This article was published on December 22, 2014

The rise of disability tech

The rise of disability tech
Nicholas Fearn
Story by

Nicholas Fearn

Something we don’t hear enough about is how technology is helping the lives of those with disabilities.

From robots that can help you remember things, to cars that can drive on their own, disability tech is on the rise. Read on to find out more about this fascinating, developing field.

Speech synthesis software and gadgets


Speech synthesis can be used in a number of ways to support those in need. Primarily, it’s to help people communicate with others. The most famous example of this has to be Stephen Hawking, who uses the technology to turn words into audio. However, it’s also used by the visually impaired, with most operating systems offering software to read text aloud. It means they can get through simple tasks, such as reading a message, without any bother.

TalkItt takes built-in speech synthesis to the next level by offering those with speech disorders the ability to communicate with others effectively. Once the TalkItt app has been downloaded, all a user has to do is to simply speak into the app, and it’ll recognise their vocal pattern and translate it into understandable language. It’s as simple as that.

TalkItt is currently in development and is slated for release in mid 2015.

Nowadays, most smartphone operating systems offer built-in personal assistants that can be used to find answers to questions like what the weather will be like tomorrow. However, Amazon recently launched its own variant: the Echo, which does the same thing but built into a home entertainment system rather than a phone. With a $200 asking price, it certainly looks the part and constantly listens for questions.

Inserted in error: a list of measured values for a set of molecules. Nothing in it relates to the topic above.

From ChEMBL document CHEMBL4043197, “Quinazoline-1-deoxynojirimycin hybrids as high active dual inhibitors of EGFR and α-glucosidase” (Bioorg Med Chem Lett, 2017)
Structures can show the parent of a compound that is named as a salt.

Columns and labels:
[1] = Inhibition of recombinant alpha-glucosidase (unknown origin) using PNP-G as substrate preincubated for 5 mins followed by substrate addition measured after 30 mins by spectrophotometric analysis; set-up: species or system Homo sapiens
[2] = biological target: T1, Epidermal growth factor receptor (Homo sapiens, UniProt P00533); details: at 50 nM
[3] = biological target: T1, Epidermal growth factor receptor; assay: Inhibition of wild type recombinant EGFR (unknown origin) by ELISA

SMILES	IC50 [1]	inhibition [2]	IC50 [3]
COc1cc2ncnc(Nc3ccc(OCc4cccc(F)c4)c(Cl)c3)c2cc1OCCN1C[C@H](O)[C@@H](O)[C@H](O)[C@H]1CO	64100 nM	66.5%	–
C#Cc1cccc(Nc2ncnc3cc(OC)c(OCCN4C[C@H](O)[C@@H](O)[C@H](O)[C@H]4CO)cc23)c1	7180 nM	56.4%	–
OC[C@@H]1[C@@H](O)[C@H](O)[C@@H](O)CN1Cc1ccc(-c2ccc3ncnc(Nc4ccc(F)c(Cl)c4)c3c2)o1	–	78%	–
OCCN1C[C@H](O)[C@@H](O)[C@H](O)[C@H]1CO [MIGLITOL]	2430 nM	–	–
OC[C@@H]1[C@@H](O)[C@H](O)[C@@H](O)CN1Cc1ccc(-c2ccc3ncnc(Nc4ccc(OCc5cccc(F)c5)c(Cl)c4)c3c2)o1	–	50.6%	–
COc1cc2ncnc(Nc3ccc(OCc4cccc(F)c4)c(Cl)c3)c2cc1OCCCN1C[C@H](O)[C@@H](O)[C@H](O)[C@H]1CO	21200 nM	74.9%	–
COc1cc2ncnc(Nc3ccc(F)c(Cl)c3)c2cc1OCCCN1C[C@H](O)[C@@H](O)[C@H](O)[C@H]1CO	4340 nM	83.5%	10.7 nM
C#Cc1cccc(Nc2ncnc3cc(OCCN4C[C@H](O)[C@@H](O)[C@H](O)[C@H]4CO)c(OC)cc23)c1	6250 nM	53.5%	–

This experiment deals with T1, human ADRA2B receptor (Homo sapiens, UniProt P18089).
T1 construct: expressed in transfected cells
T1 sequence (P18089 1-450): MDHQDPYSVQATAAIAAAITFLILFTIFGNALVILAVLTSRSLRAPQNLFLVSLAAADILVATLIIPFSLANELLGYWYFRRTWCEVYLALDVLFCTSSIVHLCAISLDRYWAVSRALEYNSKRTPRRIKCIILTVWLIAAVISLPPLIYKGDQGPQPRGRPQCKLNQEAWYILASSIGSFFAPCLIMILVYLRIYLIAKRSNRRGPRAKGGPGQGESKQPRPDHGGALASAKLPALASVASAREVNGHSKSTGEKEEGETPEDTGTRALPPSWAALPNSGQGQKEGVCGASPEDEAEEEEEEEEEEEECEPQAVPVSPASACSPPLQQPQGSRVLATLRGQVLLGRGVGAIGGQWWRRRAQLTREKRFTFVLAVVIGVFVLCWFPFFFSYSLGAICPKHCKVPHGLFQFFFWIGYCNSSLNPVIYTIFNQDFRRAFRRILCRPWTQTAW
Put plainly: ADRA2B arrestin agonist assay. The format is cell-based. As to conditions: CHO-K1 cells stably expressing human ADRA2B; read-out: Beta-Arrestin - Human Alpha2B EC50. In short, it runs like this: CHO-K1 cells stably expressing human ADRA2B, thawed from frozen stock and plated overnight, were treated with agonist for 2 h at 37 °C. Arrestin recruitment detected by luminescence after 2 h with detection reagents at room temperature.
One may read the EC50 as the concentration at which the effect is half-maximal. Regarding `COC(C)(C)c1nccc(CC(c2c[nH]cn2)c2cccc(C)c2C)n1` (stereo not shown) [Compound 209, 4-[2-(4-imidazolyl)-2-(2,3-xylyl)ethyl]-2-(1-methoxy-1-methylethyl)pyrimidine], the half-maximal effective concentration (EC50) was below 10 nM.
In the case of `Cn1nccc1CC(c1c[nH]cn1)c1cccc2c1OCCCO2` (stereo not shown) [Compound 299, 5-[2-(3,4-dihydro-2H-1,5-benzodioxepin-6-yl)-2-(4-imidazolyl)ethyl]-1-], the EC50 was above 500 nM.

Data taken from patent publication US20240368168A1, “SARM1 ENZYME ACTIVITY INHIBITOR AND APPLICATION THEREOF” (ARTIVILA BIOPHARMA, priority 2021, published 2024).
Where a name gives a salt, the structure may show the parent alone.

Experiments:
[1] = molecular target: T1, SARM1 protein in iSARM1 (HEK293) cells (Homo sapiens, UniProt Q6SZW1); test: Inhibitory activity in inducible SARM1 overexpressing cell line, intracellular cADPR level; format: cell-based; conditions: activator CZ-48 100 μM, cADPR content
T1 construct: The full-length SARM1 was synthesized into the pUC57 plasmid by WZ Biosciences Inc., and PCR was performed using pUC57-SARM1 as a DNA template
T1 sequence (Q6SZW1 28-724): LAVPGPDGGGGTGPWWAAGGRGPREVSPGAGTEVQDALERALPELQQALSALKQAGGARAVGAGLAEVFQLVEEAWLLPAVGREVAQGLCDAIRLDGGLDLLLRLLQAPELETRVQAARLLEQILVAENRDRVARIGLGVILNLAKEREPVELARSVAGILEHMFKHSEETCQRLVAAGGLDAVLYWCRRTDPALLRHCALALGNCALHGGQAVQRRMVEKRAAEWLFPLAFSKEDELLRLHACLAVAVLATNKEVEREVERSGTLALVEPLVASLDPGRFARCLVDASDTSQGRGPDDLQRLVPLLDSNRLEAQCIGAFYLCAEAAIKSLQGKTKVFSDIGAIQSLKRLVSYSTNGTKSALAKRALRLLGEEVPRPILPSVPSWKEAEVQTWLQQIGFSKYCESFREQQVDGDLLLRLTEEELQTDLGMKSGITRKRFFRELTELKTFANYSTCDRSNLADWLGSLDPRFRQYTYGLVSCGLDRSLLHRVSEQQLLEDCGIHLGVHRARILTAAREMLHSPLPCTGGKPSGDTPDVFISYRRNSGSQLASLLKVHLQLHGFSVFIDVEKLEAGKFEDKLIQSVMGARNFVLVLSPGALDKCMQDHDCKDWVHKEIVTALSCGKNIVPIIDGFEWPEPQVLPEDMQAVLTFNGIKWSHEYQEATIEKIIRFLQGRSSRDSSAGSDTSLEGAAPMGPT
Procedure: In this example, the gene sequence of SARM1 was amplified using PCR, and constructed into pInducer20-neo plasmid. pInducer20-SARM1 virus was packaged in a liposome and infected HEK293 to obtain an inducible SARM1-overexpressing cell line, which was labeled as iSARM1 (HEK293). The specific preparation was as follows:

It’s easy to see how the Echo could be useful for those with disabilities that impair their movement. Of course, it’s designed to better connect you to Amazon’s ecosystem (and therefore sell you more stuff), but sometimes new tech can have useful, unintended consequences.

Sensory mobile apps and gadgets


Autism is an example of a condition where sensory issues can be major and have an effect on the way a person communicates with the world, but sensory apps such as Kid in Story are changing that. It allows those with Autism and other sensory-based conditions to create their own visual stories, with the aim of being able to build on their social and sensory skills. There’s also a literacy support mechanism here, where users can pick up basic words.

While there are apps that support those with sensory issues, there are also gadgets doing the same thing. The BuddyTag is a wristband that a vulnerable child can use to feel comfortable, and it also provides parents with the ability to track how far their children are wandering before they leave a designed vicinity.

Driverless cars


Currently, those who are visually or physically impaired can find it impossible to drive. This deprives them of a sense of independence, the ability to go anywhere they want. However, the future of driverless cars will change this completely, allowing those with these impairments to just sit back and let the car drive. The likes of Google are working on them, and the UK government has already introduced new laws that will see them tested on British roads in 2015.